The views on this post belong solely to FonzFranc.
There are some days you’d just rather not look at the phone, turn on a TV, scroll through any timeline or newsfeed, listen to the radio, or be connected in any way, shape, or form to the outside world. Bad news has a way of clouding bright and hopeful visions of society and humanity. The moment we begin to feel like there are steps being taken in the right direction, we’re quickly reminded of the relentlessness of those who hate.
There’s no wrapping your head around what is now labeled the deadliest mass shooting in US history and deadliest terrorist attack since 9/11. These are the things I honestly wish I did not have to write about. But there’s a lot to be said about the homophobia that still exists and remains to be an engine behind horrific attacks like what happened at Pulse Nightclub in Orlando, FL.
At least 50 people were killed and more than 50 others were wounded…
People generally don’t like to hear that we have a responsibility to one another, but I feel like that is only when it comes to showing others the right way. Homophobia is taught faithfully in our churches, in our homes, it is passed on so easily in our schools and even on the streets. To take the opportunity to teach others about acceptance seems like pulling teeth, and that may be because it conflicts with the morals of so many people. It’s easier to teach our sons and daughters that identifying or associating themselves with the LGBTQ community will lead to shame and ruin than it is to show them how gratifying and liberating it is to accept oneself and others. Where we go wrong is assuming that only LGBTQ people have a hard life, and that we’d rather not have that for the next generation. That’s only further perpetuating a cycle that we’re trying to avoid. No one wants a hard life, especially for their kids, but it shouldn’t have to cost things like dignity, integrity, or sometimes even lives, to pursue that. What we need to really understand to its fullest extent is realistically, there will be people out there who will dislike you regardless of how you identify. This shouldn’t stop any of us from pursuing our own happiness; we shouldn’t be stifled with fear because of paranoia.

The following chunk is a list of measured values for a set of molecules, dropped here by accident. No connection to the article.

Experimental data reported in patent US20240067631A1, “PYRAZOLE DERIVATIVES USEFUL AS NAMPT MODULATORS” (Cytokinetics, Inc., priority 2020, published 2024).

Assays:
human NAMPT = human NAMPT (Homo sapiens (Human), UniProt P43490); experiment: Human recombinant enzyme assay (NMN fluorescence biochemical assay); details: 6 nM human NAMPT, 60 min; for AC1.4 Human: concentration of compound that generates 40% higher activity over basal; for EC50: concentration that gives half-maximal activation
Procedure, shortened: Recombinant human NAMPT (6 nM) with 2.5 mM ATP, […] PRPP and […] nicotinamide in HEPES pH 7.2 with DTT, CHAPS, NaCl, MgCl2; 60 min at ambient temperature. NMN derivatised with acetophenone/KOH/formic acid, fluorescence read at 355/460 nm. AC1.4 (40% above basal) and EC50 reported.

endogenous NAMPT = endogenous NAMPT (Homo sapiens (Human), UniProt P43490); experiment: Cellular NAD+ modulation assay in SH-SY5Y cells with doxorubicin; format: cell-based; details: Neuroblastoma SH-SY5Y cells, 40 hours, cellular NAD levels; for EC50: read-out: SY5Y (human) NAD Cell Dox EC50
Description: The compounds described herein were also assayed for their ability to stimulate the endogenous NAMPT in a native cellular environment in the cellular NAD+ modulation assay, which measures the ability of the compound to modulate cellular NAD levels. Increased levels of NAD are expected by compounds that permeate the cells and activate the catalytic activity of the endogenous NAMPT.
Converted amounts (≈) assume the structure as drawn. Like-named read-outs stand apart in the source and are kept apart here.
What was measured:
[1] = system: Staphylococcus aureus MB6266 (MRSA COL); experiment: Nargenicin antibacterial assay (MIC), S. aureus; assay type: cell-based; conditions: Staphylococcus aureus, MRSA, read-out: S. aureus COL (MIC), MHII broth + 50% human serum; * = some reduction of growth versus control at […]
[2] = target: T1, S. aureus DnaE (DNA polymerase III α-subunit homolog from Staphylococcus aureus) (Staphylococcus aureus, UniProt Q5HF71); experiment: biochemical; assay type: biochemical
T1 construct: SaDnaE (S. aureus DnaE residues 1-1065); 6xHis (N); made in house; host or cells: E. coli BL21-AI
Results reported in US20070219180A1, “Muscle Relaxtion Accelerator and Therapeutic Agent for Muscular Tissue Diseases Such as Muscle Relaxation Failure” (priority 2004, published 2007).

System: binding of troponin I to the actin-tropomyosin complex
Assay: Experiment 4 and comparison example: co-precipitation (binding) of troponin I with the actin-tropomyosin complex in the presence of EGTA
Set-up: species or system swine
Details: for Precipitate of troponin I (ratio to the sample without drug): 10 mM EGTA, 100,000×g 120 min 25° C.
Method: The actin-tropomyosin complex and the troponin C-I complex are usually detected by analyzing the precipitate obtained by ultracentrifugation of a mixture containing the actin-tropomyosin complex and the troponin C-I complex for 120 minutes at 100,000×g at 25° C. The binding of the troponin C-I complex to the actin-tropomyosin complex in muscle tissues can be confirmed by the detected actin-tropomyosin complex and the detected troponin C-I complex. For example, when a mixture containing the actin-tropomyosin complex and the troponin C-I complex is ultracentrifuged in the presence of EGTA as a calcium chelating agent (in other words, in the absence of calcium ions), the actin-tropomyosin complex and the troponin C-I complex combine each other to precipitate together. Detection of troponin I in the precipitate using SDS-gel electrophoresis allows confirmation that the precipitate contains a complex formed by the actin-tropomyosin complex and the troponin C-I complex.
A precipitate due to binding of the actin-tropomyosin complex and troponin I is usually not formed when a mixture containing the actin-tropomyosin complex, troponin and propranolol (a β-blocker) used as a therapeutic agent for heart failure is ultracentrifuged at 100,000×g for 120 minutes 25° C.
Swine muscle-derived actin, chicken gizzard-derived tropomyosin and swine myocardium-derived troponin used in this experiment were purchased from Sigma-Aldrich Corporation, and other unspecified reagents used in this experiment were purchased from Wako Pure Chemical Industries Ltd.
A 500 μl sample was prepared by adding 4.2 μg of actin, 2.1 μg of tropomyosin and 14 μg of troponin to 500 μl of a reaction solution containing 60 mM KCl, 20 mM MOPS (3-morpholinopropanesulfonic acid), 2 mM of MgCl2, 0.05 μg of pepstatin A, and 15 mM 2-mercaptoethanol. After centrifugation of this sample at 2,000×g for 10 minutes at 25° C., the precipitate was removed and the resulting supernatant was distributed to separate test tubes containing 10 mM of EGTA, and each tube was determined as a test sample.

On the other hand, we have moments like the attack on Pulse, where what was supposed to be a night of people enjoying themselves during LGBTQ Pride Month ended up being a killing spree for a terrorist (now identified as Omar Mateen). This only proves that we aren’t safe, even in the places where we’re limited to exist freely, without disrupting the societal norm. Mateen’s father said that Omar had recently gotten angry after seeing two men kissing, which may have inspired the attack. While I don’t want to minimize everything it took to bring this man to kill 50 people and wound 50+ others, I will say that there is nothing surprising about this. Homophobes tend to become so wrapped up in hurt when they see gay men specifically living their lives, simply existing, loving freely and openly. I’ve been exposed to it myself and will testify. They try to take matters into their own hands–which has lead to so many searchable hate crimes and killings that have been reported in the media. It’s sickening.